For a second week, protesters have come out in Sweida in southwestern Syria to voice their anger at the government, with the Druze flag waving above demonstrators and banners of President Bashar al-Assad being set on fire.
At one point, demonstrators raided several offices belonging to the ruling Baath party in the Druze stronghold, kicking party members out of their offices, welding the doors shut and spray-painting anti-government slogans on the walls.
Keep readinglist of 4 items
Here’s all you need to know about the protests in Sweida:
Why are people protesting?
The protests were initially driven by surging inflation and the war-torn country’s worsening economy, but quickly shifted focus, with marchers calling for the fall of the al-Assad government.
Centred in the government-controlled province of Sweida, the heartland of Syria’s Druze who had stayed neutral in the conflict between al-Assad and those opposing him, the protests are unusual.
For some, the final straw came two weeks ago when al-Assad further scaled back the country’s fuel and gasoline subsidy programme.
Public sector wages and pensions, already meagre, were doubled at the same time, but that only accelerated inflation and further weakened the Syrian pound, increasing the pressure on millions living in poverty.
Soon after, protests kicked off in Sweida and the neighbouring province of Deraa, the cradle of the Syrian revolution.
Crowds quickly swelled into the hundreds, decrying repression by al-Assad’s government, an echo of protests that rocked the country in 2011.
Where have the protests spread?
Hundreds of protesters have also gathered in northern Aleppo and Idlib, in the northwest, and Deir Az Zor, Raqqa and Hassakeh in the northeast.
In Damascus, Latakia, Tartous and other urban government strongholds, some are voicing their discontent more quietly.
They write messages of support for the protests on paper, take pictures of those notes on the streets of their towns, and share them on social media.
What is life like for Syrians?
While al-Assad’s political fortunes have been on the rise in recent months, life for much of the country’s population has become increasingly miserable.
At least 300,000 civilians have been killed in the conflict, half of Syria’s pre-war population of 23 million has been displaced and large parts of the infrastructure have been crippled.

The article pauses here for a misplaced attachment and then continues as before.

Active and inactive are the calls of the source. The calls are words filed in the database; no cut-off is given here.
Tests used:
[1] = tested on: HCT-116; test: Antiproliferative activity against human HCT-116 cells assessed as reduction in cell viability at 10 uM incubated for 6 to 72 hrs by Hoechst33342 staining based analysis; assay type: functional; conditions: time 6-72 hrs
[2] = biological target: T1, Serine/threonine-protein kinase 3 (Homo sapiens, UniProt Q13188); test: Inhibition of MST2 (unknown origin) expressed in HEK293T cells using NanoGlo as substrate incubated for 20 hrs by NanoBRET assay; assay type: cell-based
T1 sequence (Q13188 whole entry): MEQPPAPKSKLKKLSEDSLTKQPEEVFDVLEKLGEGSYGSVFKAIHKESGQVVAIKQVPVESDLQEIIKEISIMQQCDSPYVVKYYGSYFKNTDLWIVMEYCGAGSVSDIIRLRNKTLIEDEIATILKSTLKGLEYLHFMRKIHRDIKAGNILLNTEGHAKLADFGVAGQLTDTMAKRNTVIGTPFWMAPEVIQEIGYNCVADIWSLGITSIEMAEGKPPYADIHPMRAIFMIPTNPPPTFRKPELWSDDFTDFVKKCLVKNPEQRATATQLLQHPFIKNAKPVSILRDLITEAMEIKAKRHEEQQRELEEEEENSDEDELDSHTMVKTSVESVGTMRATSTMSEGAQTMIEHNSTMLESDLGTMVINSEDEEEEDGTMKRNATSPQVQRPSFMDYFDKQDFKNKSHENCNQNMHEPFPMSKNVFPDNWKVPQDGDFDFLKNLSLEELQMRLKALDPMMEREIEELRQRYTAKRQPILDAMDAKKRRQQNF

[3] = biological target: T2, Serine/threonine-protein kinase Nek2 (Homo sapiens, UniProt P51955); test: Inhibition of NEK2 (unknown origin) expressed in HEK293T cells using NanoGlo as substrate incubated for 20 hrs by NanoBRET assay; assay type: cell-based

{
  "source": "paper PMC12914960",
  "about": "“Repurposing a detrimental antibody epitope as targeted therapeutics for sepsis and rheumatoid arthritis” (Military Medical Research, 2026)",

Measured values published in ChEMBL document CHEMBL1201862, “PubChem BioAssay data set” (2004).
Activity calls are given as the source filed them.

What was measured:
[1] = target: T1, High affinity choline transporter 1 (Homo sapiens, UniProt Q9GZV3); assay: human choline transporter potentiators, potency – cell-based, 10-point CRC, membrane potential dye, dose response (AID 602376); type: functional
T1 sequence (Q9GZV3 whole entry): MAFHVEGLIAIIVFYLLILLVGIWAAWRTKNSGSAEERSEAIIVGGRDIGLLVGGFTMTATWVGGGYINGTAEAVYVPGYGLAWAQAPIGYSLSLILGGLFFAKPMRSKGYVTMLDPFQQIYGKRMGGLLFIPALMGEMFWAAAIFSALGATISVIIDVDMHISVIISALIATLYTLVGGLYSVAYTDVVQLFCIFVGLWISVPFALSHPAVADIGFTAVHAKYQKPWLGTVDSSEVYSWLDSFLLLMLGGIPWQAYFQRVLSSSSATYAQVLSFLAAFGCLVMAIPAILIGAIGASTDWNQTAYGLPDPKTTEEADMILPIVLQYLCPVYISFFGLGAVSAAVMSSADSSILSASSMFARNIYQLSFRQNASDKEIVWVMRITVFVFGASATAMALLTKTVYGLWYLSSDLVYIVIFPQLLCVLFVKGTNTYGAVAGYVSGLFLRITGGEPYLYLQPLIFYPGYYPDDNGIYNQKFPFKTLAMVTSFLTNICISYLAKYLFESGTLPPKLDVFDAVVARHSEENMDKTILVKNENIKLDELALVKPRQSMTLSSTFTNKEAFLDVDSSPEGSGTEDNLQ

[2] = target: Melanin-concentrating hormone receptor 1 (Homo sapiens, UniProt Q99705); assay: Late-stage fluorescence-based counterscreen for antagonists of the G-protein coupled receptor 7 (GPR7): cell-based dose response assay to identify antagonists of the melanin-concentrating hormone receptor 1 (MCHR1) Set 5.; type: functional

Ninety percent of Syrians live in poverty. Rampant corruption and Western-led sanctions have also worsened poverty.
In Damascus, some have taken to carrying backpacks instead of wallets to carry the wads of cash they need to make everyday purchases amid rampant inflation, while families struggle to buy necessities.
“If I buy (my son) two containers of milk, I’d have spent my entire month’s salary,” Damascus resident Ghaswan al-Wadi told the AP while preparing her family dinner at home after a long day at work.
How have authorities responded to the protests?
The protests have rattled the al-Assad government, but don’t seem to pose an existential threat, coming at a time when government forces have consolidated their control over most of the country and Damascus has returned to the Arab fold.
In government-controlled Deraa, at least 57 people have been arrested, according to the United Kingdom-based Syrian Network for Human Rights. Unlike in 2011, government forces did not use lethal force.
In Sweida, the response has been more restrained, with al-Assad apparently wary of exerting too much force against the Druze. During the years of war, his government presented itself as a defender of religious minorities against “Islamist extremism”.
Over the years, the province’s young men have also armed themselves to defend their villages from ISIL (ISIS) fighters and Damascus-associated militias that produce and trade in illegal amphetamine pills, known as Captagon.
Joseph Daher, a Swiss-Syrian researcher and professor at the European University Institute in Florence, believes that this provides a layer of protection for protesters.
“Unlike other government-held areas, Sweida has some form of limited autonomy,” Daher told AP.
Could the protests threaten al-Assad’s rule?
Daher said this could only happen if the protesters banded together.
“You have forms of solidarity from other cities [with Sweida],” Daher said. “But you can’t say it would have a real effect on the regime unless there would be collaboration between (protesters in) different cities.”